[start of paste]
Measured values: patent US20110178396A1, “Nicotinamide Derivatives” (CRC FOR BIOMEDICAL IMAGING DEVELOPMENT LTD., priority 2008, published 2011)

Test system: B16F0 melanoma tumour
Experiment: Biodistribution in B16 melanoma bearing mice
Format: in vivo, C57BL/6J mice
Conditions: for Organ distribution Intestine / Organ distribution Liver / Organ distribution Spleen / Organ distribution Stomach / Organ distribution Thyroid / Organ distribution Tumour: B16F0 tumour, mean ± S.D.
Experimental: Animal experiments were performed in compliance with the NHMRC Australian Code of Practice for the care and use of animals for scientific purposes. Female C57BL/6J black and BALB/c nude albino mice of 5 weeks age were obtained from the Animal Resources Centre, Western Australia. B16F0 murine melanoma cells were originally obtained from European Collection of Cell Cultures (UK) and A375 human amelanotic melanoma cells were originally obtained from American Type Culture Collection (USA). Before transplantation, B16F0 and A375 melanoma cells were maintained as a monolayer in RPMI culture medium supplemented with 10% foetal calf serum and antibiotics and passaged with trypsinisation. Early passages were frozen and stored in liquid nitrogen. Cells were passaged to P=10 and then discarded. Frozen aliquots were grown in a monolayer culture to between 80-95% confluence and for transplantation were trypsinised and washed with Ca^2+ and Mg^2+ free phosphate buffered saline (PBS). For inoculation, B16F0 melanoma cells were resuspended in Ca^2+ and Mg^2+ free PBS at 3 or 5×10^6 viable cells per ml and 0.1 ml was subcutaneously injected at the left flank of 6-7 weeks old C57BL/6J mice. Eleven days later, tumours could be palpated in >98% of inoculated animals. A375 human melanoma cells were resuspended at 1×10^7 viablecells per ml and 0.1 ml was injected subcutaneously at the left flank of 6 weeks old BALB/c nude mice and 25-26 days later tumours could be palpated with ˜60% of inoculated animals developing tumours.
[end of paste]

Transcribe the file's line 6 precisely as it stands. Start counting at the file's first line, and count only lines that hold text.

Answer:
Experimental: Animal experiments were performed in compliance with the NHMRC Australian Code of Practice for the care and use of animals for scientific purposes. Female C57BL/6J black and BALB/c nude albino mice of 5 weeks age were obtained from the Animal Resources Centre, Western Australia. B16F0 murine melanoma cells were originally obtained from European Collection of Cell Cultures (UK) and A375 human amelanotic melanoma cells were originally obtained from American Type Culture Collection (USA). Before transplantation, B16F0 and A375 melanoma cells were maintained as a monolayer in RPMI culture medium supplemented with 10% foetal calf serum and antibiotics and passaged with trypsinisation. Early passages were frozen and stored in liquid nitrogen. Cells were passaged to P=10 and then discarded. Frozen aliquots were grown in a monolayer culture to between 80-95% confluence and for transplantation were trypsinised and washed with Ca^2+ and Mg^2+ free phosphate buffered saline (PBS). For inoculation, B16F0 melanoma cells were resuspended in Ca^2+ and Mg^2+ free PBS at 3 or 5×10^6 viable cells per ml and 0.1 ml was subcutaneously injected at the left flank of 6-7 weeks old C57BL/6J mice. Eleven days later, tumours could be palpated in >98% of inoculated animals. A375 human melanoma cells were resuspended at 1×10^7 viablecells per ml and 0.1 ml was injected subcutaneously at the left flank of 6 weeks old BALB/c nude mice and 25-26 days later tumours could be palpated with ˜60% of inoculated animals developing tumours.